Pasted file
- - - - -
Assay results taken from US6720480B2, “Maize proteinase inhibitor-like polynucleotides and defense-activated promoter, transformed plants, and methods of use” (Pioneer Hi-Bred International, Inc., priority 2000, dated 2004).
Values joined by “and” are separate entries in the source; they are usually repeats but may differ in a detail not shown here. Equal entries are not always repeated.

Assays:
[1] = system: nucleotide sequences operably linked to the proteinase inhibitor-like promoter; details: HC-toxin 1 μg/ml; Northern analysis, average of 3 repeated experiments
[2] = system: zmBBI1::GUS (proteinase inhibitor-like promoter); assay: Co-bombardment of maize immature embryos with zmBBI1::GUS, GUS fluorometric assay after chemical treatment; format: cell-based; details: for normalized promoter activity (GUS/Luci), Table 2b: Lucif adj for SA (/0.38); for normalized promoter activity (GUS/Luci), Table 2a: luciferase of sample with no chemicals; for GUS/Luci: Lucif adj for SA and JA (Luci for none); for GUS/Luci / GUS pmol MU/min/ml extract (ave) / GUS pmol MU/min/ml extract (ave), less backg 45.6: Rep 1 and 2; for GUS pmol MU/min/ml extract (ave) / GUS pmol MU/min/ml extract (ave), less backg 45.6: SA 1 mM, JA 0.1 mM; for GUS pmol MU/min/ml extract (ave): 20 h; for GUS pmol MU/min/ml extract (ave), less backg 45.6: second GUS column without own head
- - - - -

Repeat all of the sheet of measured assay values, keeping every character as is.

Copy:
Assay results taken from US6720480B2, “Maize proteinase inhibitor-like polynucleotides and defense-activated promoter, transformed plants, and methods of use” (Pioneer Hi-Bred International, Inc., priority 2000, dated 2004).
Values joined by “and” are separate entries in the source; they are usually repeats but may differ in a detail not shown here. Equal entries are not always repeated.

Assays:
[1] = system: nucleotide sequences operably linked to the proteinase inhibitor-like promoter; details: HC-toxin 1 μg/ml; Northern analysis, average of 3 repeated experiments
[2] = system: zmBBI1::GUS (proteinase inhibitor-like promoter); assay: Co-bombardment of maize immature embryos with zmBBI1::GUS, GUS fluorometric assay after chemical treatment; format: cell-based; details: for normalized promoter activity (GUS/Luci), Table 2b: Lucif adj for SA (/0.38); for normalized promoter activity (GUS/Luci), Table 2a: luciferase of sample with no chemicals; for GUS/Luci: Lucif adj for SA and JA (Luci for none); for GUS/Luci / GUS pmol MU/min/ml extract (ave) / GUS pmol MU/min/ml extract (ave), less backg 45.6: Rep 1 and 2; for GUS pmol MU/min/ml extract (ave) / GUS pmol MU/min/ml extract (ave), less backg 45.6: SA 1 mM, JA 0.1 mM; for GUS pmol MU/min/ml extract (ave): 20 h; for GUS pmol MU/min/ml extract (ave), less backg 45.6: second GUS column without own head